The hon. Member opposite makes a despairing appeal; but he makes it under a misapprehension. He says he makes it because he wishes to secure the democratic character of this institution. As a matter of fact, for twenty years back the institution has been managed by the representatives of the Town Council of Birmingham, and the representatives of this Council are as democratic a body as possible. They are elected by an electorate of the whole people of Birmingham, in which there is an enormous constituency in proportion to the population. If I argued the question on democratic grounds I should at once have to say that the School Board is nothing like as democratic an assembly as the Town Council of Birmingham, because the Birmingham School Board is elected under the cumulative vote, to which the vast majority of the people of Birmingham are opposed, with the result that the minority is represented out of all proportion. I think the hon. Member opposite also takes that view, and I think he will agree with me that from the point of view of making this institution a more democratic body, it is not desirable to have a member of the School Board upon the governing body. I have answered the hon. Member's argument, but that is not the line I propose to take. There is no objection whatever on principle to the representation of the School Board, or any educational authority like it, on the governing body of the schools. The hon. Member who moved the Instruction used very strong language, which was very unnecessary, and he talked about inconsistency and unintelligent tyranny, and he used other adjectives which are always used by hon. Gentlemen opposite in reference to such questions; and they have now been used in reference to what I have truly described as one of the most democratic bodies in the kingdom. And this criticism comes from a democrat! There is no prejudice whatever against the representatives of the School Board. So far from that being the case, the governors did, as a matter of fact, invite a distinguished member of the School Board, who is the vice-chairman of that body, to join their Board. The Instruction which the hon. Member proposes is really a very serious one. It is perfectly true that if you put on the governing body with their consent members of the School Board, it. adds to their strength; but if as a matter of right you put on members of the School Board, undoubtedly you lay the foundation for a similar claim and right from all those other school boards outside Birmingham which are quite as important as the School Board for Birmingham; and, moreover, you also lay a foundation for a claim of right from those who represent Voluntary schools. At the present time there are in the Voluntary schools nearly as many children as there are in the Board schools, and to say that the interests of one class of schools should be represented by two members of the School Board, and that the other children should have no representation whatever, would be an extremely unfair proposition. We claim that the appointments by the Town Council under this system of popular election represent all the people of Birmingham, and represent them quite as well, and even better, than the School Board themselves. Of course, you may, as a matter of convenience, and with advantage, from time to time take either from the Birmingham School Board or from any other body a gentleman whose qualifications are such that he will greatly assist the deliberations of the governors. I do not think the hon. Member opposite knows very much of the details of the educational system in Birmingham, or he would not have given us the illustration which he has put before the House. The governors we are dealing with now are twenty-two in number, and if you put on two additional members you are adding one-eleventh of the number, and you are altering the constitution of that body. But on the governing body of the new University I should think there are at least 100, and we can afford to put two additional member's on such a body. There is no rule either in regard to Mason's College or the new University which requires members of the School Board to be placed in what is, after all, an executive position. A very large proportion of the work which this body of governors has to do is that of dealing with a property, and for this work, of course, the members of the School Board have no special qualification. I am not in the least opposed to the principle of the Instruction. I am only anxious that the House should not, under a mistaken view, make the governing body so cumbersome as to render it unworkable. The only result would be a new committee or sub-committee, to whom the whole work would be remitted. It is quite impossible for a body much larger than twenty-two to deal satisfactorily with the business. That is the only point I wish to press. On principle, I see no-objection to the views of the hon. Member, and I will go so far as to accept the Instruction, provided it be confined to-one member of the Birmingham School Board being appointed a representative of that body. I think the governors would have no objection to that.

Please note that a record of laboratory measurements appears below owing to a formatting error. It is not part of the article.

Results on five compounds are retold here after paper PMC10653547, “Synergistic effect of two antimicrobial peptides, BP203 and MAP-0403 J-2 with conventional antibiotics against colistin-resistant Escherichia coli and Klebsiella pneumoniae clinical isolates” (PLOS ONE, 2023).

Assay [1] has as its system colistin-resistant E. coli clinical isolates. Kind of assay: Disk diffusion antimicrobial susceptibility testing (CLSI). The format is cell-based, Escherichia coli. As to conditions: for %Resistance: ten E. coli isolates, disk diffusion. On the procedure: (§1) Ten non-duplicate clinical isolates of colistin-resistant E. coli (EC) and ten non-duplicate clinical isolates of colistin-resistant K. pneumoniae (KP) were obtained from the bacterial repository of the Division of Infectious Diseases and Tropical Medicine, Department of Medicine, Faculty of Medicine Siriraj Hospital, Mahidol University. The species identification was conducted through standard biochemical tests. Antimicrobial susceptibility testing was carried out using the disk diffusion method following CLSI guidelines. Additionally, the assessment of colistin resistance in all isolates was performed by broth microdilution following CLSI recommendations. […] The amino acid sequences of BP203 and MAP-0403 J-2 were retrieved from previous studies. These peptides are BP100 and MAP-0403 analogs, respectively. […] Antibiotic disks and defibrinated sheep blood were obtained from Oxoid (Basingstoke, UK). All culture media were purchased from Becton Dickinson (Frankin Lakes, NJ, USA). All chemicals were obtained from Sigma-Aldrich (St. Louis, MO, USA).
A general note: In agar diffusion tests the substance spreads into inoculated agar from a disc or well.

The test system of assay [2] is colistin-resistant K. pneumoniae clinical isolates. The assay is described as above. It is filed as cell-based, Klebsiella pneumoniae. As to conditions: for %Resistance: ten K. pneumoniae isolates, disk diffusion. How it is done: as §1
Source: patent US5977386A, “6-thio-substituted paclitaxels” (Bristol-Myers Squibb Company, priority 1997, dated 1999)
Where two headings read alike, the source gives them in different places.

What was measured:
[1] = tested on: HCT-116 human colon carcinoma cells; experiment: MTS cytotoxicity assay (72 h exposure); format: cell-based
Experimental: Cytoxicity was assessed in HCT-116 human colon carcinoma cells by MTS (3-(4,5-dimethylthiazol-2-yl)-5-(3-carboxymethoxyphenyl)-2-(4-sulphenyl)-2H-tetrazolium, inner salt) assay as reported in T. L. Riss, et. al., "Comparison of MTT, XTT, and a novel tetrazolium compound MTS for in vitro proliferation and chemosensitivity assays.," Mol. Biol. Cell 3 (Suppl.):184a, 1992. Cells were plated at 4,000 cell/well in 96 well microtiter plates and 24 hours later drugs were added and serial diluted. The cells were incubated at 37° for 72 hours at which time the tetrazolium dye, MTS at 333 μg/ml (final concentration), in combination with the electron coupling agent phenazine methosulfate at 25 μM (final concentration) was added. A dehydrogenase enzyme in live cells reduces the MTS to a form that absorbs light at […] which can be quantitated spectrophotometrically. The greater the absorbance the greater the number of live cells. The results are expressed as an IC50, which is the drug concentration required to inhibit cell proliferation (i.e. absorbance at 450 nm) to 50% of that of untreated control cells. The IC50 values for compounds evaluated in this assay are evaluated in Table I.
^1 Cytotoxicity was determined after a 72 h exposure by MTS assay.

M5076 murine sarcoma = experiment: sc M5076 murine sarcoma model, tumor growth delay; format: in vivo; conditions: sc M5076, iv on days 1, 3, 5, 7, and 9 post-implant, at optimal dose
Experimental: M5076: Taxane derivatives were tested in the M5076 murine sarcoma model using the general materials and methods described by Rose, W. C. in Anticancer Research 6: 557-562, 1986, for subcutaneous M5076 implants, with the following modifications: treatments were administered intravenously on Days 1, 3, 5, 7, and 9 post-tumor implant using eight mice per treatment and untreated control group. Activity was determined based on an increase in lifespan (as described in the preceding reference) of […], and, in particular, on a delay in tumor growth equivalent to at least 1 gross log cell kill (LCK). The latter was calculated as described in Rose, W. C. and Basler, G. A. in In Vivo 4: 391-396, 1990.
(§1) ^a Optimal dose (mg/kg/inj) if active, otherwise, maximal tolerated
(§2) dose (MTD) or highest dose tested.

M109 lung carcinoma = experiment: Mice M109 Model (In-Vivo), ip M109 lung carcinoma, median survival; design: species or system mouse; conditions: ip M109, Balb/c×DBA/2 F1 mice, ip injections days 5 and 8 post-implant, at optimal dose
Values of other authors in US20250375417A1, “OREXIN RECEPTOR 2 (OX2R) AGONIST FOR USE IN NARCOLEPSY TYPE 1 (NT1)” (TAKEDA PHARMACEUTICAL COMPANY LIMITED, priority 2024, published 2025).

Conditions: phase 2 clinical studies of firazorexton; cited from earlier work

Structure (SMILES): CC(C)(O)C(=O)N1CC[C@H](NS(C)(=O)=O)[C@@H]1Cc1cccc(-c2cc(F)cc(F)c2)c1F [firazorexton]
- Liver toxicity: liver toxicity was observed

SIR WALTER FOSTER (Derbyshire, Ilkeston)